There’s a blog called Awesome Tapes from Africa that posts the author’s samples of what happens when Africans actually pick their musical output. The output of the blog has, at times, expanded my idea of African musics. It’s not that the tapes radically alter musical forms, rather it’s that we get to hear voices we don’t usually hear constructing pop musics for a populace with whom we share similar tastes. Take this tape by Ninie: her stuff has the hallmarks of a woman making pop by her own means. It makes me wonder if Peter Gabriel is some type of misogynistic bastard vetoing any original female album from Africa. Or maybe, just maybe, Ninie is that original?
How does this relate to the world of tUnE-yArDs? Well, it’s quite simple. The flush blooms of off kilter pop the U.S. has been producing of late sound a lot like African pop music. Animal Collective, Vampire Weekend: they’re all rooted in Sounds of Soweto, those rare samplers of ethnic pop making it overseas. But tUnE-yArDs, who obviously borrow from soul and gospel too, can at times make the slim confines of those band’s ethnic aesthetics seem simple.
This is music made by someone who is steadfastly open to the world. tUnE-yArDs’ Merrill Garbus, a white woman from New England, shrieks, shouts, and moves out into the possibilities of music, like Odetta mixing it up with Fela Kuti. But this strategy of multiphreniac bouncing between musical identities becomes tiring. Garbus knows her limits and her musical form, however the eclecticism of her iPod playlist hijacks the show and, ultimately, her musical output lacks a center. Such is a virtue, w h o k i l l is far from boring, but the album’s leaping means it lacks depth. Instead, it stutters between styles like a bag woman humming Beethevon at a metal concert. Like most albums of a similar nature, it comes down to spirituals. tUnE-yArDs is all about faith, a belief in the necessity of dispensing identity into anything and everything deemed suitable. w h o k i l l has the polish of a studio job, but still doesn’t want to settle down into the expected. The latter could be said about a lot of 4AD’s recent signings (Gang Gang Dance, Efterklang, Twin Shadow).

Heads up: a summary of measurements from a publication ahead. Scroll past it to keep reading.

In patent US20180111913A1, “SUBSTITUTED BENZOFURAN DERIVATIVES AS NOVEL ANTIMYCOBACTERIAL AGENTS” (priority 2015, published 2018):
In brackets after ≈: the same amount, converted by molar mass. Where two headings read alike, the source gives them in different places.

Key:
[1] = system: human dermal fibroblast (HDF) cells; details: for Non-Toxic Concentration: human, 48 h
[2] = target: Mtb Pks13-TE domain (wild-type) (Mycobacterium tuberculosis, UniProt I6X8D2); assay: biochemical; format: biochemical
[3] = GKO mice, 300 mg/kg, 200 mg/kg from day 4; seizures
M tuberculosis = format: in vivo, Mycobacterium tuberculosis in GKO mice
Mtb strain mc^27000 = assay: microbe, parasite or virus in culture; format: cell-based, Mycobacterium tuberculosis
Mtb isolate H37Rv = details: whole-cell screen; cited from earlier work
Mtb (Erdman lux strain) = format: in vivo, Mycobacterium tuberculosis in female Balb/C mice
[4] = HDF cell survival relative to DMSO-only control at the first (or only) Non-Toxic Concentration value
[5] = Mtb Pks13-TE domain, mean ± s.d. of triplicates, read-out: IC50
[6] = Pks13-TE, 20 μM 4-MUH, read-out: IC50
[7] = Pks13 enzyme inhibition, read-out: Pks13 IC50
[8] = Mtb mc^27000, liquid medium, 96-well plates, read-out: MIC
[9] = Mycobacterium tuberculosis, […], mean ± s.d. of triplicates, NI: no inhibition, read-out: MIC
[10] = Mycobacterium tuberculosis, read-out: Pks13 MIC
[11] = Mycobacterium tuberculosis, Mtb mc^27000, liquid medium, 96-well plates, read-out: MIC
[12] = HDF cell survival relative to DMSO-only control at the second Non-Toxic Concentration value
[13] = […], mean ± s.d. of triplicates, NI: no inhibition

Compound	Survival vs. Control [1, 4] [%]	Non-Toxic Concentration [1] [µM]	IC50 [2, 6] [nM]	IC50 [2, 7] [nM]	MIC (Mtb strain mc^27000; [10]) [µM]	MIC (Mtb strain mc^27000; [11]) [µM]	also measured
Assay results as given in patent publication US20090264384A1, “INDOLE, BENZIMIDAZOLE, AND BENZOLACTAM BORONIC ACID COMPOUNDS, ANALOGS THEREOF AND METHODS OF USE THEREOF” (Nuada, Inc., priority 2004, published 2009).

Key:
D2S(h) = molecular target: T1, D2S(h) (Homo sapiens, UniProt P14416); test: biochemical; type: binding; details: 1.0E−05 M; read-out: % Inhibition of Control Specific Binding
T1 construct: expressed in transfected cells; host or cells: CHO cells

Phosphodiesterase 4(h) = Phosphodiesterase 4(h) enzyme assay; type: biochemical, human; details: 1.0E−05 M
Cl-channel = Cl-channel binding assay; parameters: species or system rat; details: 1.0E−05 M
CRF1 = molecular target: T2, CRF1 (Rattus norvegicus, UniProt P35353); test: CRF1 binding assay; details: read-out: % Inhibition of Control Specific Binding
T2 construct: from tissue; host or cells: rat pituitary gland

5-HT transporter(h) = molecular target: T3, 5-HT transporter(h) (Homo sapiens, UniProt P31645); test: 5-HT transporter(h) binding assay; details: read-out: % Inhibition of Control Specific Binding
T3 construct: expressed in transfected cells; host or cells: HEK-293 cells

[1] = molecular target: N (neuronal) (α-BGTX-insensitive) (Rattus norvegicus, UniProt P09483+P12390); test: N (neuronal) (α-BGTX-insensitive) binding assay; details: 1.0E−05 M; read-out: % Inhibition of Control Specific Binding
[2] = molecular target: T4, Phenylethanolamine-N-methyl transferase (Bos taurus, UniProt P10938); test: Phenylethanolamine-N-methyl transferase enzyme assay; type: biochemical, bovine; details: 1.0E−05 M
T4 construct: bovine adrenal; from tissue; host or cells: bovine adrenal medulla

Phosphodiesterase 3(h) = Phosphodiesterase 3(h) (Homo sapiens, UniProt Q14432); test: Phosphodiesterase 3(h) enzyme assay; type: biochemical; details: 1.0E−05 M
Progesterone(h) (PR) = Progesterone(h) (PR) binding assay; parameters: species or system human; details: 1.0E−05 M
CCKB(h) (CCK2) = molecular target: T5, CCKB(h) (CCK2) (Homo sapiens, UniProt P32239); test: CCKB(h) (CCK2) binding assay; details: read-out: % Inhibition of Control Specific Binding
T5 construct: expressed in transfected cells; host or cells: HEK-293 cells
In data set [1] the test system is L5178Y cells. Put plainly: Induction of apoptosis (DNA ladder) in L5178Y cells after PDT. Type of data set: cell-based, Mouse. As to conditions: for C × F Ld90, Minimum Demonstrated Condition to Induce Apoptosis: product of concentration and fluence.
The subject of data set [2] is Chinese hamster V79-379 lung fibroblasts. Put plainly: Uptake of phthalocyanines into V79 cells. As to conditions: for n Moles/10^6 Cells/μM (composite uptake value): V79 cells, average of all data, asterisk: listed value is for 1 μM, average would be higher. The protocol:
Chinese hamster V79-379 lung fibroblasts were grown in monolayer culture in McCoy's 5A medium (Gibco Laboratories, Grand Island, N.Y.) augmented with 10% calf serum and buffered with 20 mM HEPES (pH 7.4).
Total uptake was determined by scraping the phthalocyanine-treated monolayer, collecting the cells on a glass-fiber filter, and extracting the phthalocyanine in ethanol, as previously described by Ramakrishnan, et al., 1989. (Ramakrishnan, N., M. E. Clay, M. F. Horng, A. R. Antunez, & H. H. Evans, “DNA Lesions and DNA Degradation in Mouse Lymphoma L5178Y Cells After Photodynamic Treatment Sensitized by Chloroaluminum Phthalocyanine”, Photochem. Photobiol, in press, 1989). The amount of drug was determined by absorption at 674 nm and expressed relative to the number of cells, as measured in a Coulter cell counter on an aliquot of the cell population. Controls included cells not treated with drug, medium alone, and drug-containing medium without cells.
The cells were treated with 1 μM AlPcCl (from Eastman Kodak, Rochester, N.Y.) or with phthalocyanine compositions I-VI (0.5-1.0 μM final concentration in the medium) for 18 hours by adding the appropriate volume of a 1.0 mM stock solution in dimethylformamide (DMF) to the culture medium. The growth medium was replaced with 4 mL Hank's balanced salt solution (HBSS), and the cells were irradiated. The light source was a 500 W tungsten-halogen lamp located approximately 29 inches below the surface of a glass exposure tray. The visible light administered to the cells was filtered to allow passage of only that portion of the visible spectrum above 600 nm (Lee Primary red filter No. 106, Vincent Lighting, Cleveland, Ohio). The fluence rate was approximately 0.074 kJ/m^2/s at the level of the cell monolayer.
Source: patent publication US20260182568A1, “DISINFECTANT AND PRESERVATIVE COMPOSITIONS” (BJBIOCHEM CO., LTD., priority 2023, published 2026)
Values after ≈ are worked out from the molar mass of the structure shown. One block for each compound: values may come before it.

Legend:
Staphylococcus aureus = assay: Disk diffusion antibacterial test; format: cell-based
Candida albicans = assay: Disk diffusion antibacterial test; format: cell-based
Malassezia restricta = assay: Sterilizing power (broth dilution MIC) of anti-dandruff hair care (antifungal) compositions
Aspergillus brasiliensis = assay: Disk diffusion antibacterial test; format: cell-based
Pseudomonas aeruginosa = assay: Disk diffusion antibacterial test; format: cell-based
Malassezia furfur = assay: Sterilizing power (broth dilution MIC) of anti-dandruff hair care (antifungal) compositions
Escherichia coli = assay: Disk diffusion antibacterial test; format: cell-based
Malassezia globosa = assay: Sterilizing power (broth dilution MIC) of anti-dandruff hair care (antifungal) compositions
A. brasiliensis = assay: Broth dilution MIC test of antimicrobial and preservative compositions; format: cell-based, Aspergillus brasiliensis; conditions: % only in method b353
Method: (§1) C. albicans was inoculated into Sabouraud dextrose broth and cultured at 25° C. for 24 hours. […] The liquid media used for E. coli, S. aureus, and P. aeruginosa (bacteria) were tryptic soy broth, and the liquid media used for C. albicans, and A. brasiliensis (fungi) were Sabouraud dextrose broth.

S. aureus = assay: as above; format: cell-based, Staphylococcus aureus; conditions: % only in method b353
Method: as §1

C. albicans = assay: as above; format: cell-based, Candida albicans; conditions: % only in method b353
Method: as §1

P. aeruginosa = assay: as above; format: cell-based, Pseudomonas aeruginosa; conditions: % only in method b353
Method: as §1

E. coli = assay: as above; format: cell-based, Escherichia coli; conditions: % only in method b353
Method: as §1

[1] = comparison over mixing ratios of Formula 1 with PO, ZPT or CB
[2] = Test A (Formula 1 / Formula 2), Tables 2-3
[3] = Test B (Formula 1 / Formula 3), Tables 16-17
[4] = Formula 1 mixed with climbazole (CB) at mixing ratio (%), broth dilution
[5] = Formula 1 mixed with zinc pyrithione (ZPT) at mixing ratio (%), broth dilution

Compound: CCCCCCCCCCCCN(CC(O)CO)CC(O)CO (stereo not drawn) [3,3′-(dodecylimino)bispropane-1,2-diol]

The songs? “My Country” blisters around in psychedelic juxtapositions before breaking into splinters. “Es-so”: not as in love with it, it actually kinda annoys me. “Gangsta” strangely reminds me of Elvis Costello’s straining rages and lyrical output on This Year’s Model, except Garbus faux-gangsta raps like a group of suburban white teenagers pretending to be black. It’s this ability to revert to a kind of infantile vision of pop music and then come back to a professionalism that produces the album’s queerness. These questions of taste and sensibility wrap tUnE-yArDs’ songs in their strange cloak. “Powa” starts off a little alterna-hymnal, Gabrus’ voice slowly growing into itself then switching into a harder chorus, a glam-rock tune being pulled down to our gravity. “Riotriot” begans all simple frail sketches, the guitar walking like a sickly insect before getting brushed off into an explosion of horns. “Bizness,” the single off the album, is just great. I would describe it, but you can just watch the video here.
tUnE-yArDs is one of the few artists that the market and the Internet have simultaneously elected into a prominent position in pop music. Her tapes, her collaborations, and her videos have all managed to capture a nascent interest – growing, for instance, into collaborations with Yoko Ono. Now that Garbus has the tenure of a label and not simply the throwaway fun of an MP3 single, she is still producing pretty good pop. This sophomore album doesn’t quite manage to enchant, but it isn’t straining for ideas either. Rather, Garbus is impassioned by such a variety of tunes that the singer tries to be all at once. That formula often boils down to a focus on a particular genre, but something in her aesthetic, the patchwork of selves and tunes that makes her fame possible, is lasting even when the strategy behind her and like-minded groups increasingly sounds stale.
Purchase: Insound | eMusic